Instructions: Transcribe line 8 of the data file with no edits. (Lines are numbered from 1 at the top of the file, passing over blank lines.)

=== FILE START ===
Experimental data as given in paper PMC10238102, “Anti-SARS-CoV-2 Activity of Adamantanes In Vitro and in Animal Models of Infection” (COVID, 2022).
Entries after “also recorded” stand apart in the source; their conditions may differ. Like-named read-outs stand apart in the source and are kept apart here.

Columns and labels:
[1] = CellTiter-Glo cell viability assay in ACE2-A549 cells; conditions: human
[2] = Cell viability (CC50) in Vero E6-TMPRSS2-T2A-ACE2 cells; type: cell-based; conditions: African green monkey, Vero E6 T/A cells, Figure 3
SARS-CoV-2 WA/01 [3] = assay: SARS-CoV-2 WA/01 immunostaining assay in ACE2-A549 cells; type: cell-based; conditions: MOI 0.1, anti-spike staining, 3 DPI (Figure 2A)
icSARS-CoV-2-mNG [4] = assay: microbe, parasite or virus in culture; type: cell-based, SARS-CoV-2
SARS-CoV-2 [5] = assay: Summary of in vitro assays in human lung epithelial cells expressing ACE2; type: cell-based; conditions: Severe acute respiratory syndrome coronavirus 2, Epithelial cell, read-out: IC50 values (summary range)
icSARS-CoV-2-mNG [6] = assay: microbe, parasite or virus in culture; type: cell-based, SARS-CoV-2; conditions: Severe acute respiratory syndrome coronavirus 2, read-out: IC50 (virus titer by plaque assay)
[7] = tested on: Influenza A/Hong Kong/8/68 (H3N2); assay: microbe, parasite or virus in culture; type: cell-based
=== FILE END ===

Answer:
SARS-CoV-2 [5] = assay: Summary of in vitro assays in human lung epithelial cells expressing ACE2; type: cell-based; conditions: Severe acute respiratory syndrome coronavirus 2, Epithelial cell, read-out: IC50 values (summary range)